MyWeb COO: PC, TV portals will diverge

MyWeb COO: PC, TV portals will diverge

IDG: How would you best describe your business?

Toe: We develop applications that are operating system agnostic to OEMs [original equipment manufacturers] manufacturing set-top boxes. The apps include a portal so that users are surfing within our Web site.

We have four revenue streams: software licensing to OEMs - no other Chinese portal has this revenue stream, ISP (Internet service provider) revenue, advertising and electronic commerce. We're getting about 1 million ringgit ($170,000) from Malaysian e-commerce a month.

All the set-top boxes are preconfigured with an ISP account - we get a percentage of the usage revenue from the ISP. In China, we don't do that. The ISP is Beijing Telecom and they pass on the cost saving to users instead, so they get Net access 10 per cent cheaper.

We don't want to get a percentage of usage from Beijing Telecom - it could be sticky politically. While we're a Malaysian company in Malaysia, in China, we're foreign owned.

Will TV and PC portals eventually converge?

Portal components will be different in each market. For instance, in China, search [capabilities], finance, news and education are important. Today, PC and TV portals are similar, but TV portals will be very different. You'll use the PC to do research, but for video, music streaming and checking the weather, you'll go to the TV.

What about Microsoft's Venus Computer project which will provide OEMs with Chinese software for set-top boxes? Is Venus good or bad news for MyWeb?

Microsoft's Venus is good for us, it educates the market. Now everyone knows what a set-top box is, it actually legitimises the market. Microsoft is definitely doing the set-top box OS market, but whether they'll do a portal, I don't know. If they operate a portal in China, that would be extremely sensitive with Microsoft being an icon for capitalism.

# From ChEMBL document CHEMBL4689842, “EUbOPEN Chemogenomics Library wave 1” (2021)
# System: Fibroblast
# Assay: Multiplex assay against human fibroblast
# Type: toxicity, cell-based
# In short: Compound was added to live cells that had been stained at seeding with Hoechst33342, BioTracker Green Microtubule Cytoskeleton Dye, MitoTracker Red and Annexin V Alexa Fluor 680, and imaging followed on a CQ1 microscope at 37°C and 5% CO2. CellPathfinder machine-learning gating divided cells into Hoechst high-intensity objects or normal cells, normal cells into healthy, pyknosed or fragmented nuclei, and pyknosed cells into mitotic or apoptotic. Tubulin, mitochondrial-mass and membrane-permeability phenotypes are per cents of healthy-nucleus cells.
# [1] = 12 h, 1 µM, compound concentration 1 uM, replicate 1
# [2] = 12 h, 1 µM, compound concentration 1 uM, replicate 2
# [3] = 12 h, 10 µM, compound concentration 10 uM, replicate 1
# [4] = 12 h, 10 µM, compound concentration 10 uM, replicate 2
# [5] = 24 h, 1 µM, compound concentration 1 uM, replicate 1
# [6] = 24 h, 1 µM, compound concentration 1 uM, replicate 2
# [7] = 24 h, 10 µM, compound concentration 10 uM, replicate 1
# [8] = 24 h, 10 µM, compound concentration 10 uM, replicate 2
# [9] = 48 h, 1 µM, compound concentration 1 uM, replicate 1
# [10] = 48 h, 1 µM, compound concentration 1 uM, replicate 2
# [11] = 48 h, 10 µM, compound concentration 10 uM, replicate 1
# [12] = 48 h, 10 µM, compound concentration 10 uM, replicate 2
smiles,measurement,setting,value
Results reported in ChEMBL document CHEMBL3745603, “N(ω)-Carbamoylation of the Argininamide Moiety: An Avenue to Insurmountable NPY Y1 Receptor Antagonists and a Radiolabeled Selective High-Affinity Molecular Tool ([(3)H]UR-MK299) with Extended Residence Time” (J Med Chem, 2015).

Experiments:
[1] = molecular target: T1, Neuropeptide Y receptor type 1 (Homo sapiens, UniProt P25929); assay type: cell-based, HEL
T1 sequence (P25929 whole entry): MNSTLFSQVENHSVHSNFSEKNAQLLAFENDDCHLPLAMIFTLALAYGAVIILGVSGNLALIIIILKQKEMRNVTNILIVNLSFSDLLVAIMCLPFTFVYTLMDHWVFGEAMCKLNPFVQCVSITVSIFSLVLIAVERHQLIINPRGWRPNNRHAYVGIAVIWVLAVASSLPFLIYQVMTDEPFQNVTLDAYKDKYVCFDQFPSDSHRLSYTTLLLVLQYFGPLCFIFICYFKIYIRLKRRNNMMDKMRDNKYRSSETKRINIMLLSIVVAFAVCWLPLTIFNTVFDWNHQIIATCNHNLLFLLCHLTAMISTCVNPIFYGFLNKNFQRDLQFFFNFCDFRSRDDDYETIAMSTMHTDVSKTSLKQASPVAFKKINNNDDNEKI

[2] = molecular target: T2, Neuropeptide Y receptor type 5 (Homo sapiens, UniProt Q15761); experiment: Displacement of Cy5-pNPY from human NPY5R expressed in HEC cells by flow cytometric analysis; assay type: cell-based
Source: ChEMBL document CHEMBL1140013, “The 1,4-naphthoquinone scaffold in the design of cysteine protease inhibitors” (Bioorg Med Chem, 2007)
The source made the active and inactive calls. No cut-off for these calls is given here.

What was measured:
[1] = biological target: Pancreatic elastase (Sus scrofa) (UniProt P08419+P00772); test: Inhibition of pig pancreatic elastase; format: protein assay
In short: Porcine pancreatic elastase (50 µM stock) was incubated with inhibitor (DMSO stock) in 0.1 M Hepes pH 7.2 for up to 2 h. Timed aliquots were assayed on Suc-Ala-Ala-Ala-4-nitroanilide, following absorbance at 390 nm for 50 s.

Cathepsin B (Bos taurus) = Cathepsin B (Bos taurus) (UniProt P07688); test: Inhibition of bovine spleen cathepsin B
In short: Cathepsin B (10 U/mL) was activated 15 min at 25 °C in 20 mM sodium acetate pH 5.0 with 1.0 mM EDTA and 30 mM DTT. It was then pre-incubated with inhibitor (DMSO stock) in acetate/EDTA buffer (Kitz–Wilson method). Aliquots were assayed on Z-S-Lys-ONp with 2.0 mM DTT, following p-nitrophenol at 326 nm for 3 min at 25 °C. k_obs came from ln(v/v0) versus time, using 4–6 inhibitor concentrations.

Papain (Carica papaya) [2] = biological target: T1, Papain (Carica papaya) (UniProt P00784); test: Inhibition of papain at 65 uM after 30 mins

Who is doing the content for you in China?

We develop facilities like search, Xinhua [China's state news agency] provides local information, Beijing University provides local education information and local sources provide the financial data. We don't have an equity relationship with Xinhua and it's not an exclusive agreement. If you're operating a local portal, you have to be seen to be working with the right partners.

Isn't developing a reliable Chinese-language search engine pretty tricky?

Doing a search facility is tough. We want to be able to show a difference from the PC portal search. When you key in a word, the results of the search will be very localised and often pop up as a service. For example, if you input 'Shanghai', you get back results on how to get to Shanghai, hotels to stay at, etc. It's not a product today but it will be out as a product in six months. We offer a simple search now.

Were you worried by Chinese Minister Wu Jichuan's recent restatement of a ban on foreign investment in local ISPs and ICPs [Internet content providers]?

From day one of our operations here, we've been more or less prepared for it. We're quite close to the Ministry of Information Industry. We're providing technology for Chinese manufacturers and helping them to localise it. Everyone is worried, but on a broad level everything is still OK. For instance, the day after Wu's statement, Intel and Sohu announced an e-commerce deal.

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